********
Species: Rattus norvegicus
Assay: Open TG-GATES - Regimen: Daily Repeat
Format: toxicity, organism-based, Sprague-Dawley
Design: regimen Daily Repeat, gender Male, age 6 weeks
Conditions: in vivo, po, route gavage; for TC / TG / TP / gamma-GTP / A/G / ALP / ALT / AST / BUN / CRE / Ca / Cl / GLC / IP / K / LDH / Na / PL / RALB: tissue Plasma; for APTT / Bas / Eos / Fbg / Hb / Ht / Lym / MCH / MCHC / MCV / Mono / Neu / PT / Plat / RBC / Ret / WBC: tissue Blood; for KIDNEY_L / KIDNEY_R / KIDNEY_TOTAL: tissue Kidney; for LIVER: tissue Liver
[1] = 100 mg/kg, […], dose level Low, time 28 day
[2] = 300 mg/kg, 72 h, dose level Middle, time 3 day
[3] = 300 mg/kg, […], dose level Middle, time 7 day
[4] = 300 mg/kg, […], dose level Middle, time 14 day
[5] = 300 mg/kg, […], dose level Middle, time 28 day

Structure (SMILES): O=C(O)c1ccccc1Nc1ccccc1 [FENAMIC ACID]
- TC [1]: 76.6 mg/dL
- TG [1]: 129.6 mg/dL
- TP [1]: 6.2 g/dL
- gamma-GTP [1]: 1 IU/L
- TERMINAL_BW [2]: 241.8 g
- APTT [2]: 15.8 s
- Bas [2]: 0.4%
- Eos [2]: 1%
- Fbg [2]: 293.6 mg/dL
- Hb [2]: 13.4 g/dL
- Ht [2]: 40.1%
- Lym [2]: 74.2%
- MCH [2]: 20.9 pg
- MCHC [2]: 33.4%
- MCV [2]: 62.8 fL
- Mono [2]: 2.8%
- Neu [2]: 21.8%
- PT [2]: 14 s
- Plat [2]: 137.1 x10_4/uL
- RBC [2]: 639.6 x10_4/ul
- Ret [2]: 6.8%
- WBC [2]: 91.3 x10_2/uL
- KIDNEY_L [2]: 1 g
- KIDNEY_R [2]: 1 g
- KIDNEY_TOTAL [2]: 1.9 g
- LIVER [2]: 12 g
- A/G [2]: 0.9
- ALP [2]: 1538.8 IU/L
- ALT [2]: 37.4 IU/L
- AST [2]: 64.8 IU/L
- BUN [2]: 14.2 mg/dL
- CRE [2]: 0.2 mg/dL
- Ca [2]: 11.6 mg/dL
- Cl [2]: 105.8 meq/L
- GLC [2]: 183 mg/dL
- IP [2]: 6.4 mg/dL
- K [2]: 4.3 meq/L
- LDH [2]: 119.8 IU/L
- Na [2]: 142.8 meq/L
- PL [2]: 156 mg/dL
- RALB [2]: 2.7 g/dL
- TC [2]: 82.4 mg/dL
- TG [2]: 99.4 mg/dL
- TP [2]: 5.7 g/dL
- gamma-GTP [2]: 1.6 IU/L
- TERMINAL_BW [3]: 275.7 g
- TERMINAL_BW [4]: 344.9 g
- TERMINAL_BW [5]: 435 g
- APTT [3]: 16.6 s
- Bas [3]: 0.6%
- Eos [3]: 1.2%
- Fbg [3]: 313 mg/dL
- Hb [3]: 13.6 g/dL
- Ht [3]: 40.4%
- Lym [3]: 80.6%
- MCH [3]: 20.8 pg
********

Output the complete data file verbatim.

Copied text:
Species: Rattus norvegicus
Assay: Open TG-GATES - Regimen: Daily Repeat
Format: toxicity, organism-based, Sprague-Dawley
Design: regimen Daily Repeat, gender Male, age 6 weeks
Conditions: in vivo, po, route gavage; for TC / TG / TP / gamma-GTP / A/G / ALP / ALT / AST / BUN / CRE / Ca / Cl / GLC / IP / K / LDH / Na / PL / RALB: tissue Plasma; for APTT / Bas / Eos / Fbg / Hb / Ht / Lym / MCH / MCHC / MCV / Mono / Neu / PT / Plat / RBC / Ret / WBC: tissue Blood; for KIDNEY_L / KIDNEY_R / KIDNEY_TOTAL: tissue Kidney; for LIVER: tissue Liver
[1] = 100 mg/kg, […], dose level Low, time 28 day
[2] = 300 mg/kg, 72 h, dose level Middle, time 3 day
[3] = 300 mg/kg, […], dose level Middle, time 7 day
[4] = 300 mg/kg, […], dose level Middle, time 14 day
[5] = 300 mg/kg, […], dose level Middle, time 28 day

Structure (SMILES): O=C(O)c1ccccc1Nc1ccccc1 [FENAMIC ACID]
- TC [1]: 76.6 mg/dL
- TG [1]: 129.6 mg/dL
- TP [1]: 6.2 g/dL
- gamma-GTP [1]: 1 IU/L
- TERMINAL_BW [2]: 241.8 g
- APTT [2]: 15.8 s
- Bas [2]: 0.4%
- Eos [2]: 1%
- Fbg [2]: 293.6 mg/dL
- Hb [2]: 13.4 g/dL
- Ht [2]: 40.1%
- Lym [2]: 74.2%
- MCH [2]: 20.9 pg
- MCHC [2]: 33.4%
- MCV [2]: 62.8 fL
- Mono [2]: 2.8%
- Neu [2]: 21.8%
- PT [2]: 14 s
- Plat [2]: 137.1 x10_4/uL
- RBC [2]: 639.6 x10_4/ul
- Ret [2]: 6.8%
- WBC [2]: 91.3 x10_2/uL
- KIDNEY_L [2]: 1 g
- KIDNEY_R [2]: 1 g
- KIDNEY_TOTAL [2]: 1.9 g
- LIVER [2]: 12 g
- A/G [2]: 0.9
- ALP [2]: 1538.8 IU/L
- ALT [2]: 37.4 IU/L
- AST [2]: 64.8 IU/L
- BUN [2]: 14.2 mg/dL
- CRE [2]: 0.2 mg/dL
- Ca [2]: 11.6 mg/dL
- Cl [2]: 105.8 meq/L
- GLC [2]: 183 mg/dL
- IP [2]: 6.4 mg/dL
- K [2]: 4.3 meq/L
- LDH [2]: 119.8 IU/L
- Na [2]: 142.8 meq/L
- PL [2]: 156 mg/dL
- RALB [2]: 2.7 g/dL
- TC [2]: 82.4 mg/dL
- TG [2]: 99.4 mg/dL
- TP [2]: 5.7 g/dL
- gamma-GTP [2]: 1.6 IU/L
- TERMINAL_BW [3]: 275.7 g
- TERMINAL_BW [4]: 344.9 g
- TERMINAL_BW [5]: 435 g
- APTT [3]: 16.6 s
- Bas [3]: 0.6%
- Eos [3]: 1.2%
- Fbg [3]: 313 mg/dL
- Hb [3]: 13.6 g/dL
- Ht [3]: 40.4%
- Lym [3]: 80.6%
- MCH [3]: 20.8 pg